A new discovery deep beneath one of Antarctica’s rivers of ice could change scientists’ understanding of how the ice flows, with important implications for estimating future sea level rise.
Glacier scientists Matthew Siegfried from Colorado School of Mines, Chloe Gustafson from Scripps Institution of Oceanography and their colleagues spent 61 days living in tents on an Antarctic ice stream to collect data about the land under half a mile of ice beneath their feet. They explain what the team discovered and what it says about the behavior of ice sheets in a warming world.
What was the big takeaway from your research?
First, it helps to understand that West Antarctic was an ocean before it was an ice sheet. If it disappeared today, it would be an ocean again with a bunch of islands. So, we know that the bedrock below the ice sheet is covered with a thick layer of sediments—the particles that accumulate onto ocean floors.
What we didn’t know was what was in the tiny pore spaces among those sediments below the ice.
We expected to find meltwater coming from the ice stream above, a fast-moving channel of ice that flows from the center of the ice sheet toward the ocean. What we didn’t expect, but we found in this thick layer of sediments, was a huge amount of groundwater—including saltwater from the ocean.
Our findings suggest that this salty groundwater is the largest reservoir of liquid water below the ice stream we studied, and likely others, and it may be affecting how the ice flows on Antarctica.
Liquid water is incredibly important to how fast an ice stream moves. If there’s liquid water at the base of an ice stream, it flows fast. If that water freezes or the base dries out, the ice screeches to a stop.
Models of ice streams typically consider only whether ice at the base has reached the melting point or if water has flowed from upstream along the base of the ice. Scientists had never considered that more water was available under the ice sheet, let alone water that is much saltier, which keeps water from freezing at lower temperatures. (Think about why communities put salt on roads in winter.)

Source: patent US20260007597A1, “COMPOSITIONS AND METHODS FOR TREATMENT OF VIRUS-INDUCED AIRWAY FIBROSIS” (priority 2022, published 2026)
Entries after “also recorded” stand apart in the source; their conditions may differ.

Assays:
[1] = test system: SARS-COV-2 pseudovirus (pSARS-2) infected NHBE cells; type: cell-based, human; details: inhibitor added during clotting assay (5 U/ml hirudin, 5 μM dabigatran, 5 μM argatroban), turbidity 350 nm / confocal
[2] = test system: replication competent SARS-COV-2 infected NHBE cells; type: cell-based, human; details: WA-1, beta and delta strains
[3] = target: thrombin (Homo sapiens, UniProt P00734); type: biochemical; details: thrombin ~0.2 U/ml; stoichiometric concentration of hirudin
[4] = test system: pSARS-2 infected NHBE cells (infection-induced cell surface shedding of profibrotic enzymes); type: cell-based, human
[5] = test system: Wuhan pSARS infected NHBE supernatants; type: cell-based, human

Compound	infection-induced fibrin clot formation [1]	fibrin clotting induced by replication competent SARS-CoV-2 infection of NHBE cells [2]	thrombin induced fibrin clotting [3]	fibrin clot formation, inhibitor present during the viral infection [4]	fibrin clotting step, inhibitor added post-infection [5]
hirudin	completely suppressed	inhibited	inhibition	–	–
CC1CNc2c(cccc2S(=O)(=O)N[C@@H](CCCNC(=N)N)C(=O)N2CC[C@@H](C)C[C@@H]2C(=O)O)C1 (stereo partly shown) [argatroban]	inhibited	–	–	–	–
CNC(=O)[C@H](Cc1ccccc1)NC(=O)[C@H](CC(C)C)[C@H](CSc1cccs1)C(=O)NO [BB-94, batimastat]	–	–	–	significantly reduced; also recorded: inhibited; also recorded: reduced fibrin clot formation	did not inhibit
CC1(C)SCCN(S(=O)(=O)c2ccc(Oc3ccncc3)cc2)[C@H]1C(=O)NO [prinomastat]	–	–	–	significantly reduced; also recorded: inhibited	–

Our observations suggest there is so much water there, if you took the 500 to 1,900 meters (1,600 to 6,200 feet) or so of sediments below the ice stream and squeezed them like a sponge, you’d have a column of water about 220 to 820 meters (700 to 2,700 feet) deep.
This water can move through the pores in the subglacial groundwater system, just like groundwater elsewhere, but in Antarctica, there is a dynamic ice sheet on top. When the ice sheet gets thicker, it exerts more pressure on the sediment below, so it could drive meltwater from the base of the ice sheet deeper into the sediment. When the ice gets thinner, however, it could draw water, now a little saltier, out of the sediments. That saltier water could affect how fast the ice flows.
Knowing that there is a massive reservoir of water that may be linked to how fast-flowing regions of Antarctica behave means scientists need to rethink our understanding of ice streams.
What does finding liquid water in the sediments tell scientists about Antarctica?
The salty groundwater was a clear sign of how far inland the boundary between the ice sheet and the ocean once reached.
This boundary, known as the grounding line, is incredibly important. When ice flows across the grounding line, it starts to float in the ocean. If you know how the grounding line is shifting, you have a good sense of how much ice is being contributed to the global ocean.